By Eileen Ogintz
CAPE TOWN, SOUTH AFRICA — The kids are happily sipping “mocktails” at one table while at another, a preschooler is being entertained while her parents enjoy artisanal cocktails—even popular gin and tonics on tap.
Welcome to the One & Only Cape Town hotel that welcomes kids with a complimentary kids’ club, pool that is an oasis from the bustling city and connected rooms. At the same time, it offers parents a sophisticated experience from the expansive Vista Bar overlooking Table Mountain, where expert Mixologist Archie Boroma is happy to discuss the over 200 gins crafted in South Africa.
Did I mention it also has a spa on its own private island, yoga pavilion, Nobu and Reuben’s Restaurants, both run by a popular South African Celebrity Chef Reuben Riffel.
The wine loft contains more than 5,000 bottles showcasing the region’s wines.
Kids and adults alike love the breakfasts where kids can make their own pancakes, choose a favorite cereal, try a new juice (Guava maybe?), tackle an oyster or create a yogurt parfait, as well as order all varieties of eggs.
The 131-room hotel is popular with American families for its location—in the heart of Cape Town’s fashionable Victoria & Alfred Waterfront. Yes that’s Victoria and Alfred (the English queen’s son), not Albert (her husband).
I love that the Kids Only program is complimentary with everything from puppet shows to an early evening movie and excursions to the Two Ocean Aquarium where parents only pay the cost of the tickets. There is an outdoor gated playground complete with mini golf course. “Sometimes the kids don’t want to leave,” says Michelle February, who oversees the program.
Cape Town is South Africa’s second largest city with a population of nearly four million at the tip of Africa where foreign visitors like us have been coming since the 15thCentury.
Locals say the emphasis here is on lifestyle—with water sports (a huge surf scene)and a huge food and wine scene. Natives speak a quirky mix of Malay, Dutch, French, Portuguese and African languages, but English is the predominant tongue. You’ll find plenty just out of the water seafood, proximity to the wine lands and you can climb or ride a tram to the top of 3,500-foot Table Mountain for outstanding views of the city and coastline – weather permitting.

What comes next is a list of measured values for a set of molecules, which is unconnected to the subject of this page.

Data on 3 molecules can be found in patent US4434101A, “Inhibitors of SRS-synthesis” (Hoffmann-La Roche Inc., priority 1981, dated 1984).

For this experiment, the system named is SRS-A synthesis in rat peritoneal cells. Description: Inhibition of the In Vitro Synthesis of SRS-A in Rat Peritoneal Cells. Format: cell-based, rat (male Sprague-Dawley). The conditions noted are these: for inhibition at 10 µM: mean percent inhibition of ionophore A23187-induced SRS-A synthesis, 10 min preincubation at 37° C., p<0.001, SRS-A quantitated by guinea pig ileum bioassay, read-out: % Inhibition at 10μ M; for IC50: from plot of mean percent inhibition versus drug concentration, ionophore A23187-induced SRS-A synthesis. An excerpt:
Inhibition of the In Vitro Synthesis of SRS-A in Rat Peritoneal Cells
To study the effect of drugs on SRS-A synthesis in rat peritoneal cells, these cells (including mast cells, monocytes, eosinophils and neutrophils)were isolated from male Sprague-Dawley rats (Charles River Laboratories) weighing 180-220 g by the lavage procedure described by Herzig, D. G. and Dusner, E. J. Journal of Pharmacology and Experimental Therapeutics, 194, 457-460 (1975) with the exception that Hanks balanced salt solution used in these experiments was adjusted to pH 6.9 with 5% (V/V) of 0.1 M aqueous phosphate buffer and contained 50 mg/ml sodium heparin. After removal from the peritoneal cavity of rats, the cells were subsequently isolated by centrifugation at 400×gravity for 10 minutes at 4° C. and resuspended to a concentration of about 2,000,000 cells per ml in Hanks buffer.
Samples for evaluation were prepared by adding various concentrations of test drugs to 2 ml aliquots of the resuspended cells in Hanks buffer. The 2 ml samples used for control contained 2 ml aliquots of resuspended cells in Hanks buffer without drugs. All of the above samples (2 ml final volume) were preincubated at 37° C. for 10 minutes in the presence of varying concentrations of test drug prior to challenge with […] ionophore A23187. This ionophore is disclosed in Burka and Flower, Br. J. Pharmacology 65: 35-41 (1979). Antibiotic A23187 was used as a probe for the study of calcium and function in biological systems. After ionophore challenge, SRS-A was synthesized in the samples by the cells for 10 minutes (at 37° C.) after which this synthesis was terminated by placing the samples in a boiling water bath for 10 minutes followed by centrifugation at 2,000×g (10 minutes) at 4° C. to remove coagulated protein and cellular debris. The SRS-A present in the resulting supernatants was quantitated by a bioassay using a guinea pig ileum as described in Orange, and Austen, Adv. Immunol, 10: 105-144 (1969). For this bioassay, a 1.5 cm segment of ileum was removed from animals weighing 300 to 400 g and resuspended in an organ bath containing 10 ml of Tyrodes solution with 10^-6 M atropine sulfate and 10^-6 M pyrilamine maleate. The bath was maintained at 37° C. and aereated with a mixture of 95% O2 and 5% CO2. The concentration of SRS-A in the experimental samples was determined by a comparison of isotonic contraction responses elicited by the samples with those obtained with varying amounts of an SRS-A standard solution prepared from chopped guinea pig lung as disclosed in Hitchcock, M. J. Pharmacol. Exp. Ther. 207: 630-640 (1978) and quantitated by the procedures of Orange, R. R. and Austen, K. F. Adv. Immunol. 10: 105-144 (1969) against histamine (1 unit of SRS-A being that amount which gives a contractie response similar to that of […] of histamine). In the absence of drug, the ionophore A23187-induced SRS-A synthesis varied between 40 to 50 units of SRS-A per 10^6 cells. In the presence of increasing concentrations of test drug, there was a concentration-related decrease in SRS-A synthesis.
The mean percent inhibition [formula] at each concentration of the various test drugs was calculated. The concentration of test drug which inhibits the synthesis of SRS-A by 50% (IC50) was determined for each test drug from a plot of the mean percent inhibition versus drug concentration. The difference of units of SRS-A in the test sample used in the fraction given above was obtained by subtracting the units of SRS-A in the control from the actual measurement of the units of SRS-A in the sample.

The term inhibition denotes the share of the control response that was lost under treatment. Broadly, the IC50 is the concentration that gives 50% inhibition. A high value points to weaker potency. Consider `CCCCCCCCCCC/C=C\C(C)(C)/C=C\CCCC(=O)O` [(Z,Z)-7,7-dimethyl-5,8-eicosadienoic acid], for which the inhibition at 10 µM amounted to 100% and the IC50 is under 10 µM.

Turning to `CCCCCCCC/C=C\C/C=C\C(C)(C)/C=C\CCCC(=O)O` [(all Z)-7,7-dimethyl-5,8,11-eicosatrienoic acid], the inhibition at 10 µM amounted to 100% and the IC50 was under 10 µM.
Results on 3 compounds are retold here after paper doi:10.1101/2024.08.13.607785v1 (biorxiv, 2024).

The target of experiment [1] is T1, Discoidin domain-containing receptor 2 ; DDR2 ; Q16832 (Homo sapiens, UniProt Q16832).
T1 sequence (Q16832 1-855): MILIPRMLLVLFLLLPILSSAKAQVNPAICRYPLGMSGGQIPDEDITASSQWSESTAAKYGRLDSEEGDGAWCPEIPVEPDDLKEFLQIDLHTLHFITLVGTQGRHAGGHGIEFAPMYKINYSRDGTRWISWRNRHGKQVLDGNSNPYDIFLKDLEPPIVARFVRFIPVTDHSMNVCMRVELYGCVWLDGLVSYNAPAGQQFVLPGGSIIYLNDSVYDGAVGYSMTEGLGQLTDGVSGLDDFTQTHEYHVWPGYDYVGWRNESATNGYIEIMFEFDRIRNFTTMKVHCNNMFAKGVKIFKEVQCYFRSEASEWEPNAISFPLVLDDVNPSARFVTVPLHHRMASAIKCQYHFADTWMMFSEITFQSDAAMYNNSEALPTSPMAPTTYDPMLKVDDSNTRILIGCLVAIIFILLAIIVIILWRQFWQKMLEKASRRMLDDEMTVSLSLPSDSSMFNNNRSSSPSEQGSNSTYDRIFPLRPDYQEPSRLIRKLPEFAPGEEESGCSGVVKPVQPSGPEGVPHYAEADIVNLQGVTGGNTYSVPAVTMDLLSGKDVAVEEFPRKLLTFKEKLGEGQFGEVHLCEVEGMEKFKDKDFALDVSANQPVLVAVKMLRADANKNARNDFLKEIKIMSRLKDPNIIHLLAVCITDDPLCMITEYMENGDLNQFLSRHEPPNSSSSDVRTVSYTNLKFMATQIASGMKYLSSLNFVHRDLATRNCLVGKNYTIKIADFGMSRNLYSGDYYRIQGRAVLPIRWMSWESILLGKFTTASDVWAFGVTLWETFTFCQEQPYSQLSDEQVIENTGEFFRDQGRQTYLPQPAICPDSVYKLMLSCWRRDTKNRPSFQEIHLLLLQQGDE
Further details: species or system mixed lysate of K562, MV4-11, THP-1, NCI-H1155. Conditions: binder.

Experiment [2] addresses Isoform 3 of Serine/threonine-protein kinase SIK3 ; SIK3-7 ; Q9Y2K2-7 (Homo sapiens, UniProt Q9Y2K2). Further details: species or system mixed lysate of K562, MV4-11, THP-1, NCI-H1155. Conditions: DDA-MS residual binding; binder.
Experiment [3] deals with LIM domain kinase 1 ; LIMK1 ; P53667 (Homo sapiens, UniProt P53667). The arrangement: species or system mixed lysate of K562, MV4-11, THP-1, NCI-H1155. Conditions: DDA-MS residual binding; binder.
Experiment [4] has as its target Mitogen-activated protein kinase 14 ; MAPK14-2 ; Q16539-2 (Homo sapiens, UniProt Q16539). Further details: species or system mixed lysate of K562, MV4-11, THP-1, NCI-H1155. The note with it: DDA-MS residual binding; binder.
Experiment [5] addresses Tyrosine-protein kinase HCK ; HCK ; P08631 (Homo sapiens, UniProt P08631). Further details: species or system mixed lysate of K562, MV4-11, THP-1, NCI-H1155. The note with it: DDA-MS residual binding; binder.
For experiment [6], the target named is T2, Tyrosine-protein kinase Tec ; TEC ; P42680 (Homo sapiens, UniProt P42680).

Take your pick of sports–hiking, mountain biking, paragliding, skydiving or communing with the African “jackass” penguins who live on Boulders Beach.
Abercrombie & Kenthas arranged this South Africa foray to show us their tailor-made programs for the growing family market.
Cape Town is our first stop after two long flights—one nine hours from Denver to London and another that was 11 hours from London to Cape Town. I was glad for the access to the British Air Lounge at Heathrow International Airport as we had nearly a full day to wait for our evening flight to Cape Town.
I had hoped we could spend the day in London –the Heathrow Express whisks you into the city and Paddington Station in just 20 minutes—but the lines at Customs were long and we were concerned they might be on the way back as well. Instead, we literally lounged in the BA facility, able to take a shower and graze on the all-day buffet, starting with breakfast and then lunch with hot dishes including pasta and a curry, salads sandwiches and soup .
Many people were working; others snoozing, and there was a small separate Kids Zone area with everything from high chairs, juices and snacks to video games. There were a surprising number of families in the lounge, presumably either flying business class or BA super frequent fliers.
The lounge certainly is a welcome amenity, especially with kids, when faced with an exceedingly long layover at a busy airport. I almost hated to leave and get back on the plane.
But of course I was glad we did. After a nap (how wonderful we could check-in when we arrived in the morning!), we opted for an early dinner at Sea Breeze, a popular local’s spot , in time for Oyster Happy Our–less than $1 an Oyster.
South Africa is a great place for kids to practice their math—as one dollar is worth roughly 14 rand, the local currency.
Tonight we feasted at Reuben’s–chili-salted squid and burrata cheese with tomatoes; my husband opted for a steak while I had pan-seared sea bass and a banana pudding for desert–all washed down with local, wines, of course.
The restaurant incidentally, is welcoming to families as well, who are equally comfortable in the expansive brightly colored space. The evening kids’ menu includes everything from a grilled cheese sandwich to grilled calamari to fresh grilled fish and for the littlest travelers pureed fruits and vegetables.
And during the holiday season you must check out the pastry chefs working on their gingerbread creations!